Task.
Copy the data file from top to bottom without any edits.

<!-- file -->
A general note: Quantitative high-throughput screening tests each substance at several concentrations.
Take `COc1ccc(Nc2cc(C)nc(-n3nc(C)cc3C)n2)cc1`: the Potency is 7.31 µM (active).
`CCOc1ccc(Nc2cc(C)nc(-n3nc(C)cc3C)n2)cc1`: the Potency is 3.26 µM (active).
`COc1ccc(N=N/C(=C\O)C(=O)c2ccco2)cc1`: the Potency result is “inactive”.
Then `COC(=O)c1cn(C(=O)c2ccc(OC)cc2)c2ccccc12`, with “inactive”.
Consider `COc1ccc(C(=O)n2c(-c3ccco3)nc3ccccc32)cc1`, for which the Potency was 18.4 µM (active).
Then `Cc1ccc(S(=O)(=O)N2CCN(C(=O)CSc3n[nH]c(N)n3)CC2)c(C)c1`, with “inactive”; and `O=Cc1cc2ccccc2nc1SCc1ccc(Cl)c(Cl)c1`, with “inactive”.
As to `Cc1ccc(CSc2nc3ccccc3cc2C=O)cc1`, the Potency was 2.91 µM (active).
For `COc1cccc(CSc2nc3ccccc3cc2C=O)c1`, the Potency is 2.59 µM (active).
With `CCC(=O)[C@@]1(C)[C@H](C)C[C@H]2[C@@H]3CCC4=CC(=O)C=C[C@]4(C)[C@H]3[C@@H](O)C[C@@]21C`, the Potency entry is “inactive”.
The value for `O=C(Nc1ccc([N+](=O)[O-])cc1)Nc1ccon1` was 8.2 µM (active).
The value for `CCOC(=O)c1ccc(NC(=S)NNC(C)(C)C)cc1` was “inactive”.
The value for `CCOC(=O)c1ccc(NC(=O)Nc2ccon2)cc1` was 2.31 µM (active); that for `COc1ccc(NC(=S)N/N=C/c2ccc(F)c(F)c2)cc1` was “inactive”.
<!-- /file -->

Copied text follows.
A general note: Quantitative high-throughput screening tests each substance at several concentrations.
Take `COc1ccc(Nc2cc(C)nc(-n3nc(C)cc3C)n2)cc1`: the Potency is 7.31 µM (active).
`CCOc1ccc(Nc2cc(C)nc(-n3nc(C)cc3C)n2)cc1`: the Potency is 3.26 µM (active).
`COc1ccc(N=N/C(=C\O)C(=O)c2ccco2)cc1`: the Potency result is “inactive”.
Then `COC(=O)c1cn(C(=O)c2ccc(OC)cc2)c2ccccc12`, with “inactive”.
Consider `COc1ccc(C(=O)n2c(-c3ccco3)nc3ccccc32)cc1`, for which the Potency was 18.4 µM (active).
Then `Cc1ccc(S(=O)(=O)N2CCN(C(=O)CSc3n[nH]c(N)n3)CC2)c(C)c1`, with “inactive”; and `O=Cc1cc2ccccc2nc1SCc1ccc(Cl)c(Cl)c1`, with “inactive”.
As to `Cc1ccc(CSc2nc3ccccc3cc2C=O)cc1`, the Potency was 2.91 µM (active).
For `COc1cccc(CSc2nc3ccccc3cc2C=O)c1`, the Potency is 2.59 µM (active).
With `CCC(=O)[C@@]1(C)[C@H](C)C[C@H]2[C@@H]3CCC4=CC(=O)C=C[C@]4(C)[C@H]3[C@@H](O)C[C@@]21C`, the Potency entry is “inactive”.
The value for `O=C(Nc1ccc([N+](=O)[O-])cc1)Nc1ccon1` was 8.2 µM (active).
The value for `CCOC(=O)c1ccc(NC(=S)NNC(C)(C)C)cc1` was “inactive”.
The value for `CCOC(=O)c1ccc(NC(=O)Nc2ccon2)cc1` was 2.31 µM (active); that for `COc1ccc(NC(=S)N/N=C/c2ccc(F)c(F)c2)cc1` was “inactive”.